Even with planned troop withdrawal, U.S. commitment to Afghanistan is longterm

Closing the book on the 20-year war, easier said than done. U.S. must ensure it doesn't become a base for terrorist attacks against it.

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Columnists

April 20, 2021 - 9:54 AM

April 29, 2013--1st. Lt. Zachary Peterson, of Sharpsburg, Georgia, and other U.S. soldiers from Bravo 3/15 Fort Stewart, take part in an overwatch operation in support of Afghan soldiers in Wardak Province, Afghanistan. Photo by (Carolyn Cole/Los Angeles Times/TNS)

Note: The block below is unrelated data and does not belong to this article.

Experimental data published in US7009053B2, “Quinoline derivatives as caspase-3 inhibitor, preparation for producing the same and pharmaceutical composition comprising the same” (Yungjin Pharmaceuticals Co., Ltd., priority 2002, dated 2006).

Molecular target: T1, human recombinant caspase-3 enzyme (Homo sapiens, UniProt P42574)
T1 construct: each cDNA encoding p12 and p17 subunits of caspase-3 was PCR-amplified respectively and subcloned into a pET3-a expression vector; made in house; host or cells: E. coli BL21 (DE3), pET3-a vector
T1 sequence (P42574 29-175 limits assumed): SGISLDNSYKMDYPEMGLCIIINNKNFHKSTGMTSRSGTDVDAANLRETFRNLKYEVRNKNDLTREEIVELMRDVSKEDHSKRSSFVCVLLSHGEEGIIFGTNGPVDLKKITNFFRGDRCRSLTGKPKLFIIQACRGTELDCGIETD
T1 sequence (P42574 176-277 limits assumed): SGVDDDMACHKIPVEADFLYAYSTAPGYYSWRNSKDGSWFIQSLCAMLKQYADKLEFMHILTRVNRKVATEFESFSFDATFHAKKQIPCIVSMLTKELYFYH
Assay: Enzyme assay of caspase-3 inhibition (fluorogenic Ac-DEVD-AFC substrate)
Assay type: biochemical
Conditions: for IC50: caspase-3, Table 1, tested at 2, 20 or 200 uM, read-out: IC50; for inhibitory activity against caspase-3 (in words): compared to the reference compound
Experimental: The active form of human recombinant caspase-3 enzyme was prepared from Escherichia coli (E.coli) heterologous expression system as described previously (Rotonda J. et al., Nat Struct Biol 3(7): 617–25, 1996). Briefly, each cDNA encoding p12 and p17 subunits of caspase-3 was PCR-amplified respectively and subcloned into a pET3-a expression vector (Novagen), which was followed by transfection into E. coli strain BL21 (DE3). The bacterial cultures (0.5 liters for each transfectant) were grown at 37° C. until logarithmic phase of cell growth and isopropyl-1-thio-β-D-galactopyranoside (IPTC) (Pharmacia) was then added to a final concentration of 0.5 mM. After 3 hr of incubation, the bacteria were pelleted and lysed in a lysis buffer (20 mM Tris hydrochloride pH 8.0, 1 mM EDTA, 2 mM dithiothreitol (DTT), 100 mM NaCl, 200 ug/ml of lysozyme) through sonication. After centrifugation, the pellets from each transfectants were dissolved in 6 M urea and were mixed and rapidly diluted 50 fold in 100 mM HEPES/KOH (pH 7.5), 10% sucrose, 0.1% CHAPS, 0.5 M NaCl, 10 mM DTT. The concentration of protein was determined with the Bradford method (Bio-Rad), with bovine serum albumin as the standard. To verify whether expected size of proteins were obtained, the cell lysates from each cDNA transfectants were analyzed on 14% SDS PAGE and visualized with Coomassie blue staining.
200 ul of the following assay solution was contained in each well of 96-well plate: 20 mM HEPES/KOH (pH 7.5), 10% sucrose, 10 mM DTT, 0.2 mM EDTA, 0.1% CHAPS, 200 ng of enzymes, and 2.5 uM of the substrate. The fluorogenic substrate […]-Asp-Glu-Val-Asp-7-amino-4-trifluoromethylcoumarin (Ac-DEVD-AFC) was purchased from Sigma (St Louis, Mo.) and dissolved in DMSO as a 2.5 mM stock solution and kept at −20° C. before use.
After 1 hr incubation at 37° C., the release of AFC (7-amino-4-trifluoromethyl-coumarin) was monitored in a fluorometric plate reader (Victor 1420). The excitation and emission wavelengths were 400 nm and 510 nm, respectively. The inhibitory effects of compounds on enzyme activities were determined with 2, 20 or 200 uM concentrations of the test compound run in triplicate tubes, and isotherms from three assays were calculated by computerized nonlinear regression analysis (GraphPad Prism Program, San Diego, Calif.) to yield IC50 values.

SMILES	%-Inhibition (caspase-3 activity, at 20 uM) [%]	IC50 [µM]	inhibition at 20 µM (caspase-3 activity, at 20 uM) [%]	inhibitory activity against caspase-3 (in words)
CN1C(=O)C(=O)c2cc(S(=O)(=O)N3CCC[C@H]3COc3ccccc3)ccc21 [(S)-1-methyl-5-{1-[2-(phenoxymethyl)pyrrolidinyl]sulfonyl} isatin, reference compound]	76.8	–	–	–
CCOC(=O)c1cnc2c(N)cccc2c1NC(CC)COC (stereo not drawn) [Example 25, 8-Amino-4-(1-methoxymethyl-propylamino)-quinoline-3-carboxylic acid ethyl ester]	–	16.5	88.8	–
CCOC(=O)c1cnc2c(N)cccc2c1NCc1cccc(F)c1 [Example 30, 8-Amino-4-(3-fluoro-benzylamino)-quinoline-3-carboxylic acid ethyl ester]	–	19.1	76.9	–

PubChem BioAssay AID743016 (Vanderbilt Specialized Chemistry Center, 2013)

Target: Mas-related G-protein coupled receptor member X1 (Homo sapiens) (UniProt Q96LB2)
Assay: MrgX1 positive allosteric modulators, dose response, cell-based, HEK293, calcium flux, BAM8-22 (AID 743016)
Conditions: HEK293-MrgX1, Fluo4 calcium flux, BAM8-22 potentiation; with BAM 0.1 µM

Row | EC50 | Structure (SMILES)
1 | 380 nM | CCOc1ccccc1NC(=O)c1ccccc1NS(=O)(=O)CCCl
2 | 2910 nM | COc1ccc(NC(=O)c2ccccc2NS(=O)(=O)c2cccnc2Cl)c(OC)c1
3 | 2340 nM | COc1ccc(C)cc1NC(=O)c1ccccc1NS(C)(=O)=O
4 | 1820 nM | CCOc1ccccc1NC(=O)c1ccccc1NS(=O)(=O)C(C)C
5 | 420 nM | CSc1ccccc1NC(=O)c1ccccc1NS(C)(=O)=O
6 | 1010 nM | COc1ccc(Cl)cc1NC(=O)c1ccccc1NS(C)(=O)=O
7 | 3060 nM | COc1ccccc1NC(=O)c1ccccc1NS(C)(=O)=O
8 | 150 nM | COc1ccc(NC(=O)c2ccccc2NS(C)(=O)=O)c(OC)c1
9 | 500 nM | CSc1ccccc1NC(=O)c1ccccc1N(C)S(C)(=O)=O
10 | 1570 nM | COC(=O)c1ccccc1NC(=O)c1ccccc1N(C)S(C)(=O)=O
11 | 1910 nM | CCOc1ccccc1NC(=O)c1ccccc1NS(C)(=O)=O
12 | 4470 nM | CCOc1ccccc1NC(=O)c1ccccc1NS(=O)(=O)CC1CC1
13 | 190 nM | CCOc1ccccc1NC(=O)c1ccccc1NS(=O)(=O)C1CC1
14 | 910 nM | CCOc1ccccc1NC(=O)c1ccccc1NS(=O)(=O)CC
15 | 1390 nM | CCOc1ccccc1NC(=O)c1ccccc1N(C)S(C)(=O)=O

When President Joe Biden announced last week that the United States would withdraw its last troops from Afghanistan by Sept. 11, he cast the decision as closing the book on a 20-year conflict. “It’s time to end the forever war,” he said.

Doyle McManus The Los Angeles Times

But the battle for Afghanistan began long before American troops arrived in 2001, and won’t end when the last U.S. soldier leaves. Taliban forces are almost certain to launch a military offensive to try to topple the government in Kabul. The result could be a military campaign that is bloody and short — or bloody and long.

And the United States will continue to have important stakes in the outcome, even if our troops are no longer there.

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